Lake Macquarie Electorate Bus Timetables

7th February 2018

Mr GREG PIPER ( Lake Macquarie ) ( 17:59 :04 ): Having sat largely untouched for more than a decade, bus timetables in the Newcastle and Lake Macquarie area were changed in January. A review was certainly warranted, but the final result has left many people wondering why certain routes have been abandoned altogether and how, or if, they will be able to adapt to the new system. As this House is aware, management of government bus, ferry and light rail services in the greater Newcastle area was privatised in July last year and is now run by Keolis Downer through a new body called Newcastle Transport. This impacts on services in the northern parts of my electorate of Lake Macquarie. I have no doubt that those behind these changes wanted to improve services. Yes, the issues of lowering costs and being profitable no doubt entered the mix, but they should be considerations in any enterprise, private or public. But if it is a public service, the imperative is to provide the best service for the needs of the people. Clearly some people have benefited from the new timetable, but for a large number of people in Lake Macquarie catching a bus to school, work, shopping centres and hospitals has become significantly harder, and in some cases impossible.

I raised the issue with the Minister in question time today, and I can appreciate why he seems frustrated by the complaints. On the face of it, as he says, the new arrangements provide for about 1,000 extra services, increasing frequency and adding more weekend services. Why would people not be happy with that? I agree that there have been winners—and that is great—but I am more concerned about the losers. I have been hearing from people who had planned their lives or established their daily routines around existing bus routes. I have heard from people across the Newcastle Transport network, including from people in the electorates of Swansea, Charlestown and Wallsend, and they join with residents in the Lake Macquarie electorate—particularly people living in Cardiff, Cardiff South, Macquarie Hills, and Speers Point—who are angry that their bus services have disappeared or now require multiple connections and longer journey times. Among those constituents is Sylvia Cathcart who used to catch a direct bus service between Cardiff South and Charlestown. That is not a great distance—a four-kilometre trip which used to take eight minutes but which now takes almost 40 minutes under the new timetable. Direct services from Cardiff South to Kotara and Newcastle have also gone.

Another constituent, Vicki Bryant, has two adult sons with special needs. They used to catch a bus from Cardiff South to attend special activities in town but they now need to catch three different buses to get there. That is having a huge impact on the family. Sue Selby's 84-year-old mother relied on the direct services into Newcastle to attend regular medical appointments. She now has to catch three different services and spends most of the day travelling. I have been contacted by a great many people with similar stories. Most of them say that the new timetables and cuts are a disgrace. Others simply describe them as inconvenient and being all about profits for the private operator and not about services for the public.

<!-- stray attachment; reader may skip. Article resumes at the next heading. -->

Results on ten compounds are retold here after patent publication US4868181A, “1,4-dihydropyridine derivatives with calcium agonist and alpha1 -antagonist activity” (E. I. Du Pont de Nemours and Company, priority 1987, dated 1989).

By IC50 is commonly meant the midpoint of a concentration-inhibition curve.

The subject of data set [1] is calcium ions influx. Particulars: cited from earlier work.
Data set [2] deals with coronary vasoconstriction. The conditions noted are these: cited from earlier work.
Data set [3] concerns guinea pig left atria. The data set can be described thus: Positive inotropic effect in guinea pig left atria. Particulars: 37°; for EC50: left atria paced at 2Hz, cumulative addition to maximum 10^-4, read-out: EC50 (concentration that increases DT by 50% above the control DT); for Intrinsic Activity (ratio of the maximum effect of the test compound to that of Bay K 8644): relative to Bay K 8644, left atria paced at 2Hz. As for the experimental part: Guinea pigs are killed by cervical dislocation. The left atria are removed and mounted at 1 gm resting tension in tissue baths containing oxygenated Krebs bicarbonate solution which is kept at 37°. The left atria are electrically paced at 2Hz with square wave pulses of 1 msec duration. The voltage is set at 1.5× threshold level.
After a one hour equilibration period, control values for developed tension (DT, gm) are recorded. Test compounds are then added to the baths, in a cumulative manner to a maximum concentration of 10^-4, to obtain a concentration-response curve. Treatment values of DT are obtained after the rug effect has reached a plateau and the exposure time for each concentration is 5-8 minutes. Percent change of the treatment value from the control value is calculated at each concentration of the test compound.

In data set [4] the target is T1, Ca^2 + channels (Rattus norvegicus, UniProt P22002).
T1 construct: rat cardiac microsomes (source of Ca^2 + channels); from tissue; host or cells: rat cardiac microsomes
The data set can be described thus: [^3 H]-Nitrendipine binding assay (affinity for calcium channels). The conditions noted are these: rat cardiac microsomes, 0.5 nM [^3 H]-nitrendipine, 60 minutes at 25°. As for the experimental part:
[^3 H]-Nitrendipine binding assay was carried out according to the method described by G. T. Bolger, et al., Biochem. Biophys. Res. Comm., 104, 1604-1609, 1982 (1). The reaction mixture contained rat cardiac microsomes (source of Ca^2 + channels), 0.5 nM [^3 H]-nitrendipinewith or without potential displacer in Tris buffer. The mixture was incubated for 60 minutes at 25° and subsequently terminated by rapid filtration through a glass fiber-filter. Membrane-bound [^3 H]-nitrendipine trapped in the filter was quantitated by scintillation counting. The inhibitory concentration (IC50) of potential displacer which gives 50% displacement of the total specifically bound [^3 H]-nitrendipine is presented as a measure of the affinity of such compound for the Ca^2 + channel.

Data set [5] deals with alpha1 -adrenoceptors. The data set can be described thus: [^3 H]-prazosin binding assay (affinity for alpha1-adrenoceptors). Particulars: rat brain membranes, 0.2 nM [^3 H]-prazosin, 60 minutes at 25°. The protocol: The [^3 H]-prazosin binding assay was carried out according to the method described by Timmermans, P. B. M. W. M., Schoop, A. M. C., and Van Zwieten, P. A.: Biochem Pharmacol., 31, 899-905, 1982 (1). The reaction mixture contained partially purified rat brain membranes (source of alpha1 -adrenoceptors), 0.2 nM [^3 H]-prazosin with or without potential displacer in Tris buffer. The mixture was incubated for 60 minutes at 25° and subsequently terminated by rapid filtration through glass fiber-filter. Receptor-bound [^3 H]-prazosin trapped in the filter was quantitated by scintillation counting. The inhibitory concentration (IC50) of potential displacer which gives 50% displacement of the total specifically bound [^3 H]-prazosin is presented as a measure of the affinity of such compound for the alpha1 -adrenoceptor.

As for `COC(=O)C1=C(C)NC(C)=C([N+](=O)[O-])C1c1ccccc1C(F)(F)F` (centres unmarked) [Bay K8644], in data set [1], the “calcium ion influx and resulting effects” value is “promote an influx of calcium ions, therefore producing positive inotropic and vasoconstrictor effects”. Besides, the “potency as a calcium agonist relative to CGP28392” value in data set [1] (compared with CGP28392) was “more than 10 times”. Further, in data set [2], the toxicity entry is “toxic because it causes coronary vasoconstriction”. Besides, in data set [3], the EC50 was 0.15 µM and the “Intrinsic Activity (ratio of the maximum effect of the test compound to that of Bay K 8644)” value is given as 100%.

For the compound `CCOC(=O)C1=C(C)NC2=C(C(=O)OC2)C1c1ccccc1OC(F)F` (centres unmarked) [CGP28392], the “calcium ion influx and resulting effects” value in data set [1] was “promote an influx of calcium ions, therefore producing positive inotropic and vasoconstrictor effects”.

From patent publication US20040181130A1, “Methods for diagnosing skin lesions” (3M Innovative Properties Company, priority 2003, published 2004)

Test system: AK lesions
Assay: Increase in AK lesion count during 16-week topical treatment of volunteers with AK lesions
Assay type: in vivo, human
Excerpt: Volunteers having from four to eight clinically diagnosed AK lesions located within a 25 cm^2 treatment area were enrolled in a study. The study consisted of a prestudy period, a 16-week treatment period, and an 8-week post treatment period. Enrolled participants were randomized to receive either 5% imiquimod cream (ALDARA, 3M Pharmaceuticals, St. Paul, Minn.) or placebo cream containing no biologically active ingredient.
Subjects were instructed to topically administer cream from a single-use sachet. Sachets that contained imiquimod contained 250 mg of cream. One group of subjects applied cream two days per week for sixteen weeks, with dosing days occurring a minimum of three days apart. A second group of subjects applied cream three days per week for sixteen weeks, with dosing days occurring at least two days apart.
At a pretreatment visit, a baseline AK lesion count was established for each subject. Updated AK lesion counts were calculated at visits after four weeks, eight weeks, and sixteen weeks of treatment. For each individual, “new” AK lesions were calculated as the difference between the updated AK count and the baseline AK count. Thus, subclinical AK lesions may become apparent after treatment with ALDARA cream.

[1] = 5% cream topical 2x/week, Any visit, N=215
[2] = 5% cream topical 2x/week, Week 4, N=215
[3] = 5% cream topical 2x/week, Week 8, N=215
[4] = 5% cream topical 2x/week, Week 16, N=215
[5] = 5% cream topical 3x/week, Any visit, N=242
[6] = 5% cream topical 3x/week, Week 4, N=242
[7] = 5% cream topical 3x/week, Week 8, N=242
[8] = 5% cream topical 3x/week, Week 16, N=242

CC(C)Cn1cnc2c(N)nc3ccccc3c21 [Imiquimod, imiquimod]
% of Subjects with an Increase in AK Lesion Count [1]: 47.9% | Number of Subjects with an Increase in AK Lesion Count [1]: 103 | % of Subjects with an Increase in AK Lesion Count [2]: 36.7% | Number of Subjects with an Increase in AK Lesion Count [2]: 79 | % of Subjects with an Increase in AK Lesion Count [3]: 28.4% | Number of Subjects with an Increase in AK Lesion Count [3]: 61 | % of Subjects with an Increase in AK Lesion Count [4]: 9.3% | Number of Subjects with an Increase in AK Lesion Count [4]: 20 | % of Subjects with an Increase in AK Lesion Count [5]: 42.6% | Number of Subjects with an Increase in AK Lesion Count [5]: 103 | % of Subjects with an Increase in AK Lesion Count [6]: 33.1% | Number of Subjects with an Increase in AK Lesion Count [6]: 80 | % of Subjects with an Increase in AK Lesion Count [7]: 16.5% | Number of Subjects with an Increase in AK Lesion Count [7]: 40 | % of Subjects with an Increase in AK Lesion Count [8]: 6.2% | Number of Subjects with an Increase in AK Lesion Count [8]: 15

The campaign for better public transport links throughout Lake Macquarie has been ongoing and is one I will continue to support. Many residents have chosen to live, rent or buy homes around the public transport system. They did this knowing that they would be able to access work, schools, medical services or retail centres by public transport. At a time when services should be improved or their frequency increased, the opposite has happened for many people, leaving them understandably distressed because the changes mean they might have to move house or, in cases where they can afford it, buy a car. Some had plans to age in place and that option is no longer going to work for them. I understand why these people feel so angry about these changes.

If the Government is serious about getting people in these areas to use public transport services need to be increased in frequency and new links created; however, cutting public transport routes that have been embraced by people who have made major life decisions to live along them does nothing to build equitable and sustainable communities. I have sought further meetings with the Minister, Newcastle Transport and Keolis Downer in a bid to have these timetable changes reviewed and have the cut services restored, particularly the old 334 service in the Cardiff South area. Coincidentally, today I have been contacted by the Minister's office to set up a meeting in response to my request. I place on record my thanks to the Minister for agreeing to meet with me to discuss this important issue.

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